Writing Wins and Woes: Childhood Dreams

I recently started listening to The Wind in the Willows on Audible Books at work. I love Amazon Prime and it recently added Audible Channels to prime membership and now, praise be, I can listen to many audible books for free. One of them is The Wind in the Willows. Before beginning the book, there was a brief history of its author, Kenneth Grahame and it interested me almost as much as the book. If you haven’t read this wonderful book, most people consider it a children’s book but I would beg to differ, I highly recommend it.

It’s about the adventures of some animal characters, Mole, Rat, Toad and Badger. It bears a lot to life and that is why I consider it so much more than a children’s book. Mole is tired of his every day life of just doing the routine, so he just wakes up one day, drops the dusting and starts out to see the world around him. That is how he meets Rat and eventually Badger and of course, Toad, who is a bit of an eccentric character in the story.

The reason this story really touches me is how Kenneth Grahame came to write it. He made up bed time stories for his son, Alistair. Why does this interest me? Because this is how I came to write my children’s book, as yet unpublished. It really has inspired me to want to continue on my journey to get my book published. But this story about Kenneth Grahame is very tragic. Grahame had a difficult childhood. His mother died when he was only five of scarlet fever. He, too, contracted the disease and his grandmother had to come to nurse him back to health. His father, however, after his wife’s death, reverted back to alcoholism and was unable to care for Kenneth or his three siblings who then moved to their grandmother’s home. Her home was lovely, right next to the Thames River, and  those were the happiest of his childhood years. Although, his father tried to pull himself together and get his kids back, he never really succeeded and the kids went back to grandma’s house, which was now a cottage nowhere near the Thames because of a chimney fire in the old house. Kenneth as a child went to St. Edward’s in Oxford and always dreamed of attending the college but he could never afford to so he had to take a position at the Bank of England.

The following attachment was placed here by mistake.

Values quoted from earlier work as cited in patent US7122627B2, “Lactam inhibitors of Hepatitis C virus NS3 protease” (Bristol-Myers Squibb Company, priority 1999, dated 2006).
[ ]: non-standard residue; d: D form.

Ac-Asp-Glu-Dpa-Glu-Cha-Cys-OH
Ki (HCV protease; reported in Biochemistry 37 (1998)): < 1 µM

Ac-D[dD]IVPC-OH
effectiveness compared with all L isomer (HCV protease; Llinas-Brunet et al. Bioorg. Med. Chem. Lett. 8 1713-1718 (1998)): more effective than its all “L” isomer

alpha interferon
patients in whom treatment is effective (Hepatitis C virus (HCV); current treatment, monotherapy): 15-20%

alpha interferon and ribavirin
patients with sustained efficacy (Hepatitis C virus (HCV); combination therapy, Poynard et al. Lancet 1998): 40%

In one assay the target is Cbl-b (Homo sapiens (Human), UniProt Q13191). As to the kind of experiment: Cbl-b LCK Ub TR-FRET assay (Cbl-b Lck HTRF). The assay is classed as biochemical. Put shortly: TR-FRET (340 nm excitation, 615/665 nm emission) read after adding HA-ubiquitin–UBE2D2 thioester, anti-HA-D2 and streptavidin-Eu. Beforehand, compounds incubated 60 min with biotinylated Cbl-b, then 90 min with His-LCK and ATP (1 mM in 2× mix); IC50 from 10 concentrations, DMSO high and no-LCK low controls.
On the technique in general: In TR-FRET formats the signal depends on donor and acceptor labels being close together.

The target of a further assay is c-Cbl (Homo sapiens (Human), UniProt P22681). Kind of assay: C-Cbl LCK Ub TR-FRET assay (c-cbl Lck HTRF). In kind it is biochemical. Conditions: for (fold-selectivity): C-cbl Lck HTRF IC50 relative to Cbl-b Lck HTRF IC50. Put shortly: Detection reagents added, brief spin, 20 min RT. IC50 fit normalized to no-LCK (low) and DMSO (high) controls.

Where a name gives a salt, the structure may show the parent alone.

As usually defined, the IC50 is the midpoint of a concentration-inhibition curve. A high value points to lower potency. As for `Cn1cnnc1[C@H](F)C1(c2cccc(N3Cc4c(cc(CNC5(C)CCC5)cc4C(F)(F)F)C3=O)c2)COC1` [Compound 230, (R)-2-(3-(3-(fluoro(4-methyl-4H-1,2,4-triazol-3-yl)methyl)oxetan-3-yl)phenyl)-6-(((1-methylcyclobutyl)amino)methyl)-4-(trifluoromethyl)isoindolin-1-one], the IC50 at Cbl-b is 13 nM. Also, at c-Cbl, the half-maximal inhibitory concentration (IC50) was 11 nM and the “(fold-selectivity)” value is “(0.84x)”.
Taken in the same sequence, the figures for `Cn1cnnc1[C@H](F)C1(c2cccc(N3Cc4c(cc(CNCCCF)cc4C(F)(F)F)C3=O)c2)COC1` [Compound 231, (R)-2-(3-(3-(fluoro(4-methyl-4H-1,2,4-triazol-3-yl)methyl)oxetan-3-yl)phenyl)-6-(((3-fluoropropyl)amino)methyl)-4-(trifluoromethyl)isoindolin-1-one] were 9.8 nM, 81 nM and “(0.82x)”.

Being of a very ambitious character, he succeeded in most things he did and prospered at the bank. However, he did not have great success in marriage. He married Elspeth Thompson and they had a son born with disabilities, including blindness in one eye. However, neither was able to accept that their son was in any way imperfect, considering him a gifted child. He was not, however, and after he entered school, he was kicked out again and again. Although Alistair was the inspiration for the magical story about toad, rat and mole, he never attained any inspiration of his own and eventually died by collision with a train while walking on the tracks. All evidence led to suicide. Kenneth Grahame was devastated and never really wrote again.

The story behind the story is haunting. There’s a point in the book where Rat listens to a tale of a ship rat who travels all over and it transports him into a trance where he determines to follow his companion to the sea and live a life quite different than his own until Mole shakes him out of his delirium and he resumes his own existence. And I wonder if Grahame’s son longed for a life much different and so followed the train tracks until life woke him up to the realization that he would never be able to live his dreams and so he ended it all. We’ll never know, but one thing is sure. We should never give up hope in life. When hope dies, so do we.

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